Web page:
Whether you are new to AWS or have been to every re:Invent since 2012 you may have questions about cloud security and how it impacts your valuable technology and data. In particular, you might be wondering where AWS’s security responsibilities end and where yours begin? Which parts of the cloud can you rely on Amazon’s security team and technology to keep safe and which parts must you take care of?
To better understand these issues, let’s take a look at the AWS Shared Security Model.
What is the AWS Shared Security Model?
When it comes to cloud security and compliance, the AWS Shared Security Model takes a “divide and conquer” approach. Responsibility for components such as the host OS, the virtualization layer, physical hardware, infrastructure and data center facilities all fall under AWS’s purview. On the customer side, you must take care of things like guest OS, any running applications and workloads, data encryption, firewall configuration, and similar.
This model not only lightens your day-to-day security management load, it also provides a clear delineation of liability in case of any security breaches. But most importantly in practical terms, the AWS Shared Security Model provides a template of what you need to be aware of and protect on your own while informing you of what AWS promises to keep secure. This allows you to take an educated approach to how much of your data you want to place in the cloud, how much control you wish to share with AWS and where appropriate measures must be taken by you to protect your business from any potential security threats.
AWS codifies their shared model into what they refer to as “security Of the cloud” and “security IN the cloud”. Let’s take a closer look at each to understand AWS’s and the customers’ place in securing the entire cloud.
Security OF the Cloud
AWS focuses exclusively on the security of their infrastructure, and as they describe it, this includes “the hardware, software, networking, and facilities that run all AWS Cloud services.”
Because AWS takes security so seriously, and because they are unequivocally the leader in all things public cloud, this means that the cloud itself is well protected — a great first step towards true data security in our all-too-often insecure world.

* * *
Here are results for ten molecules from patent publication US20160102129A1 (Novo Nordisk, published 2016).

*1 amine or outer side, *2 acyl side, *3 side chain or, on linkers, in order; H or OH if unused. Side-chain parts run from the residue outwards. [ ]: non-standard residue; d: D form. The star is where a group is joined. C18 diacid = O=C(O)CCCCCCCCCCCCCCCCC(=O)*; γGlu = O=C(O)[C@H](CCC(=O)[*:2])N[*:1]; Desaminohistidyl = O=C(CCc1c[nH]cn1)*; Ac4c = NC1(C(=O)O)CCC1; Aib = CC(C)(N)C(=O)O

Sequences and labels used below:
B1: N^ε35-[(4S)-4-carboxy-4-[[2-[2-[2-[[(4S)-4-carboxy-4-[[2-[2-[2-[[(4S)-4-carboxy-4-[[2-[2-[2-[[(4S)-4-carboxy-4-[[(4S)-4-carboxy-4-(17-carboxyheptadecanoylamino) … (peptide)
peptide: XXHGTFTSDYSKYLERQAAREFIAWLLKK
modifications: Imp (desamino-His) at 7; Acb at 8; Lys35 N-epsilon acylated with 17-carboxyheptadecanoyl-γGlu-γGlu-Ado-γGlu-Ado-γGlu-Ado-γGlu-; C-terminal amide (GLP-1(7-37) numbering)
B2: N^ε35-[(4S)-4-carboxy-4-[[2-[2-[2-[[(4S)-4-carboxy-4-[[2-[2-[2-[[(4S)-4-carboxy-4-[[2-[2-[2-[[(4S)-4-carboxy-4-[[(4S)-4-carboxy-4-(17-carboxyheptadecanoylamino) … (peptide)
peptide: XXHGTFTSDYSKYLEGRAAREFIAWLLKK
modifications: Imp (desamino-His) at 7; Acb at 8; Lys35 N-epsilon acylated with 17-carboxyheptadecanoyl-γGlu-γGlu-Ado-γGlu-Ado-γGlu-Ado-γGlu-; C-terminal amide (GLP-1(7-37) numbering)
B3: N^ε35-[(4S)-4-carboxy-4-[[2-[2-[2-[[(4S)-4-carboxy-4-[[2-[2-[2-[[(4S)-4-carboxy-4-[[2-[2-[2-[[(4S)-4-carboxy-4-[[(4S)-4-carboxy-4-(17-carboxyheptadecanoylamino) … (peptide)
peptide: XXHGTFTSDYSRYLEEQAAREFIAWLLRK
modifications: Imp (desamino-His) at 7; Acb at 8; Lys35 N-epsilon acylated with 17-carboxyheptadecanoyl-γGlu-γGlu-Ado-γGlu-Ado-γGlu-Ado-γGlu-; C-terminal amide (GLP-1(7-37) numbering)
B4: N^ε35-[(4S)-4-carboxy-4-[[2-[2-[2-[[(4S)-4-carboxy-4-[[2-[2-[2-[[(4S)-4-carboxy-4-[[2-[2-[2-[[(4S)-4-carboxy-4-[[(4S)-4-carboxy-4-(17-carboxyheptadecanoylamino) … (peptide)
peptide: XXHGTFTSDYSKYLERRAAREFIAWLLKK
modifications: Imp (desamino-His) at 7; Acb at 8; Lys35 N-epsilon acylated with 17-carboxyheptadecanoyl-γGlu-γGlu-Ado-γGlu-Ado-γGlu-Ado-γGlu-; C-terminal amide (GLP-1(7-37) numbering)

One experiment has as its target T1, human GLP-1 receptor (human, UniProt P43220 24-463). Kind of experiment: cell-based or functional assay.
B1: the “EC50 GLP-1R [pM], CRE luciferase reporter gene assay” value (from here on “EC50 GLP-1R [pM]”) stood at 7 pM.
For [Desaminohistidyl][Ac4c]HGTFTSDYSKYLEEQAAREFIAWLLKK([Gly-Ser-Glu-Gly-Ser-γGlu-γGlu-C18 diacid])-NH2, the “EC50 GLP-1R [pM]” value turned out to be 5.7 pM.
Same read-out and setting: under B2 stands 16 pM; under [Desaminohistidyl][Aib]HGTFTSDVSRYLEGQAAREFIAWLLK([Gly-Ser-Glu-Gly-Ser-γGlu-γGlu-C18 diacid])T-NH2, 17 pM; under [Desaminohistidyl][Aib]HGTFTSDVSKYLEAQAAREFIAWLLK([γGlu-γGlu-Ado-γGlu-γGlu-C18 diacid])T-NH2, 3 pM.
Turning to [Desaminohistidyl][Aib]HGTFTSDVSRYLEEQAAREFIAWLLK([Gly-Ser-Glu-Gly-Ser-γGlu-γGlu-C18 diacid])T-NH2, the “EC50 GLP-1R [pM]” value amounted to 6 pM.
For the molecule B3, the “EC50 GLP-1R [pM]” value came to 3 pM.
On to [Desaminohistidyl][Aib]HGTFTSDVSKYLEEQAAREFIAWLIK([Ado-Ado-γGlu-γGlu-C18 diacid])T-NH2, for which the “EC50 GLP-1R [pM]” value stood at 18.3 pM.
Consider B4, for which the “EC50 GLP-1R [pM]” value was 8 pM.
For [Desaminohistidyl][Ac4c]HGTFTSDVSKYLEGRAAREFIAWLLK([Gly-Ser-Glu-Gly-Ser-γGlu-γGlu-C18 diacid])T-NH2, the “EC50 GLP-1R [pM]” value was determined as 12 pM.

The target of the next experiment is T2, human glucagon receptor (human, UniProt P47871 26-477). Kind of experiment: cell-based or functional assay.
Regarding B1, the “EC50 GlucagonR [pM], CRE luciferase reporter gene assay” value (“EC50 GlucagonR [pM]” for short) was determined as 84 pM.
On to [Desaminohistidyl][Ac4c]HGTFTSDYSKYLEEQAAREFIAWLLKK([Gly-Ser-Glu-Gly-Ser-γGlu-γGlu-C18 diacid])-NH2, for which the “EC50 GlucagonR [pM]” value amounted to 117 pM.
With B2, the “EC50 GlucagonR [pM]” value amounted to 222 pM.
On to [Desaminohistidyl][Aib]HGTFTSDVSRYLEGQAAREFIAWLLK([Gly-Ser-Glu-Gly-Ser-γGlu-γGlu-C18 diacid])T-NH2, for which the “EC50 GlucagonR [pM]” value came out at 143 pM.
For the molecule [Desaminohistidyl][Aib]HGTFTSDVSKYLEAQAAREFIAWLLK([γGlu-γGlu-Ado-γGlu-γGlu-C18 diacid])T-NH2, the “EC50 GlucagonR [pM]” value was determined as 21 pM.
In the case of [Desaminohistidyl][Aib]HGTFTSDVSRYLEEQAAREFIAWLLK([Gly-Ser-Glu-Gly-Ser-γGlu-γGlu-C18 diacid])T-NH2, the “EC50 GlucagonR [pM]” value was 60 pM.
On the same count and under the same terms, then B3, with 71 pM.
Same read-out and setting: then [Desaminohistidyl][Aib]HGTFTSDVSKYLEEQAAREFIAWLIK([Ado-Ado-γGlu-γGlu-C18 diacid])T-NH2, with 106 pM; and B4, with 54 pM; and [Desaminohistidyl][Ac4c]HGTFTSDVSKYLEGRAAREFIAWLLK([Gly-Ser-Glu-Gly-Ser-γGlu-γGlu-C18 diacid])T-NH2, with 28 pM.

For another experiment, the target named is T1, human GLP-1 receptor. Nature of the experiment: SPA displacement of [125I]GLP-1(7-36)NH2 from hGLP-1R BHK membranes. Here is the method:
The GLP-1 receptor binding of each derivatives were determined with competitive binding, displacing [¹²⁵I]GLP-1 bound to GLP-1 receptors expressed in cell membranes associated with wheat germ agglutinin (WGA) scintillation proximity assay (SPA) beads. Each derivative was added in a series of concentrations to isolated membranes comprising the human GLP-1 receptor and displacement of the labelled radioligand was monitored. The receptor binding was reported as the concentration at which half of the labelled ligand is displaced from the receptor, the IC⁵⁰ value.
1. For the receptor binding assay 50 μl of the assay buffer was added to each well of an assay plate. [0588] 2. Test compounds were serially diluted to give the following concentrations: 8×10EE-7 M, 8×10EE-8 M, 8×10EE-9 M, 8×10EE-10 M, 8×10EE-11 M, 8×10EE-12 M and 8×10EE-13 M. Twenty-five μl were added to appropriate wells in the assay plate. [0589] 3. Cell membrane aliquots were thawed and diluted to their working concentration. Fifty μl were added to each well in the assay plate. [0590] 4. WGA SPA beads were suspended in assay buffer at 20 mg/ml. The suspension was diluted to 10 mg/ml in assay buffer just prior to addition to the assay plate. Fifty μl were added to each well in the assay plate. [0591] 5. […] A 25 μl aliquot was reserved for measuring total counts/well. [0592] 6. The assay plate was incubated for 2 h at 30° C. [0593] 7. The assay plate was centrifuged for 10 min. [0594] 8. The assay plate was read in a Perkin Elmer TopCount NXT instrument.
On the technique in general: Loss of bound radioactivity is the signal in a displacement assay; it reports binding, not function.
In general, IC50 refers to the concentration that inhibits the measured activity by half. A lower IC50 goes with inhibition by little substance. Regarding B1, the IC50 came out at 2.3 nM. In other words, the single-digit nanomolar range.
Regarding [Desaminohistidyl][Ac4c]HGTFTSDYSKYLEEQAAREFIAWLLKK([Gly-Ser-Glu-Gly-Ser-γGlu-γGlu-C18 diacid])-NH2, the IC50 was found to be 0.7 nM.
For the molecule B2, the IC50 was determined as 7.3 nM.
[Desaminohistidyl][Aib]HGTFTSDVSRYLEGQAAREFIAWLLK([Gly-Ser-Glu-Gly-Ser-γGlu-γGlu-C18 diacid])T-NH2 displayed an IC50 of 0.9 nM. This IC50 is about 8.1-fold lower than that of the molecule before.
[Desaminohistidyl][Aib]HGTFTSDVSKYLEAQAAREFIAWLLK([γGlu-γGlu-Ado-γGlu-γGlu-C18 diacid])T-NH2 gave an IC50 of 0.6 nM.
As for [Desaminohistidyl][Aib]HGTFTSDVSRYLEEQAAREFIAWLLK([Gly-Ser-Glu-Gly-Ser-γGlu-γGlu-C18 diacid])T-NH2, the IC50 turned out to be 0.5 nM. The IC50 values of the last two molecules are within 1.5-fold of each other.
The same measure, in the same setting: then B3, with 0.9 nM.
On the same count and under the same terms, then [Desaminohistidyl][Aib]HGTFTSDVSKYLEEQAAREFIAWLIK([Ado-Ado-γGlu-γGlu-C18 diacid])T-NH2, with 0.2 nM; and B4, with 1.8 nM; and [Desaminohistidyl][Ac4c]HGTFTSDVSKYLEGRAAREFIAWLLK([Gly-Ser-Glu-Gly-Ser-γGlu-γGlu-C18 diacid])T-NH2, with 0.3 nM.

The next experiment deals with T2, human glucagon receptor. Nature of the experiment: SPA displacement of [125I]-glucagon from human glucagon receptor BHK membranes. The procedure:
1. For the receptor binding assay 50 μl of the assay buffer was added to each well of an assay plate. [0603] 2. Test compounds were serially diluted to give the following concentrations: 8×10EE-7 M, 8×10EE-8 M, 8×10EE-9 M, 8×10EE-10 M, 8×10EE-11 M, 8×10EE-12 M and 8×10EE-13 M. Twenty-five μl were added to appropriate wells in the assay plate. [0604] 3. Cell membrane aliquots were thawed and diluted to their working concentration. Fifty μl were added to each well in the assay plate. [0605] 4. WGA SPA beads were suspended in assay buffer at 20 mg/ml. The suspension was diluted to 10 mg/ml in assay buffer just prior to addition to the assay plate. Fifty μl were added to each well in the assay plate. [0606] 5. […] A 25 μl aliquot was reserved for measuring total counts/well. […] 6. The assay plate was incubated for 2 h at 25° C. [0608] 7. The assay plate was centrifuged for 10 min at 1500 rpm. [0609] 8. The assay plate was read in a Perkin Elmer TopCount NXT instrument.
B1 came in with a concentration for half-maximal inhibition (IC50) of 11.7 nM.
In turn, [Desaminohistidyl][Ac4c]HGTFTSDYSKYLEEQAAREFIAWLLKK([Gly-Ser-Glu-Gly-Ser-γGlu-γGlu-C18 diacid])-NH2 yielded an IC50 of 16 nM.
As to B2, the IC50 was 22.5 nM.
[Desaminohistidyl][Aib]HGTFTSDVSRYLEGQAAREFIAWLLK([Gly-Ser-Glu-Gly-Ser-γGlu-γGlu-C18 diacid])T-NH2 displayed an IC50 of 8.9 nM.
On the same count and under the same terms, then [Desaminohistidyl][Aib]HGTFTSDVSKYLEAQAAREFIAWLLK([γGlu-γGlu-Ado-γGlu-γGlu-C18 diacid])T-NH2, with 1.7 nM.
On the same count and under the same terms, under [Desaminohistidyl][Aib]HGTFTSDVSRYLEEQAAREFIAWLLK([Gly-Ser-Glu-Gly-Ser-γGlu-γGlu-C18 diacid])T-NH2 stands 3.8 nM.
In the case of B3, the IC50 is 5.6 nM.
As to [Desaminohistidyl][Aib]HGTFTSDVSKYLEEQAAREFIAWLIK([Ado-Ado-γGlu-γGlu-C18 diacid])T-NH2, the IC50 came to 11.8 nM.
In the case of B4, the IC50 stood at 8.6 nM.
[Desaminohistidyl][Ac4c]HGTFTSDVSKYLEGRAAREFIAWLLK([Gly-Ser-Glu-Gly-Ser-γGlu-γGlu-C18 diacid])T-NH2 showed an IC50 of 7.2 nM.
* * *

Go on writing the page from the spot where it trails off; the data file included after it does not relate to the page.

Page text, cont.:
As part of this, AWS is responsible for all global infrastructure which includes regions, availability zones, and edge locations, as well as the software and hardware of all storage, database, networking services.
On the other hand, according to Gartner, 99% of all cloud security failures (through 2025) will be to the customer’s fault. This leads us directly to “security IN the cloud”.
Security IN the Cloud
Think of AWS as a locker in a gym. It’s convenient, sturdy, and able to hold all of your valuable, personal items such as your wallet or keys—but it is still your responsibility to lock up the locker to ensure these items are fully secure once when inside.
Similarly, when it comes to cloud security AWS handles everything below the hypervisor layer—all the hardware, software, networking, and physical facilities that comprise the public cloud structure where you can put all your valuable business workloads, data and operations. But as the customer, you still need to handle everything above the hypervisor layer such as identity, policies, configuration, encryption and the like, to keep everything safe once inside the cloud.
This is why understanding the AWS Shared Security Model is so important. Without a full and comprehensive understanding of what this means, you could unknowingly leave your data and resources vulnerable within the cloud.
Let’s break down all main components above the hypervisor level that you as a customer need to secure:
- Your (customer) data
- Identity and access control
- Firewall configuration.
This means that all of the data you choose to be responsible for, all the apps you use and passwords you save, the security parameters you put in place, and your very identity are your responsibility.
AWS relies on you to put the correct security parameters in place inside the cloud. Essentially, cloud users are responsible for configuring security groups (firewall), implementing access controls accordingly, enabling CloudTrail, enforcing data-loss prevention policies as well as detecting and identifying threats so as to remove them accordingly.
Getting started with security IN the cloud
With hacking becoming more prevalent in our increasingly digital society, the need for accountability and a security framework like the AWS Shared Security Model is more necessary than ever before. However, as a cloud customer, just managing “security IN the cloud” can still be extremely complex. With so many employees having access to the cloud accounts, simple human error such as misconfiguration and the like, can have disastrous outcomes. In our next post we will discuss the top 10 security threats that you need to be aware of. Until then, safe clouding!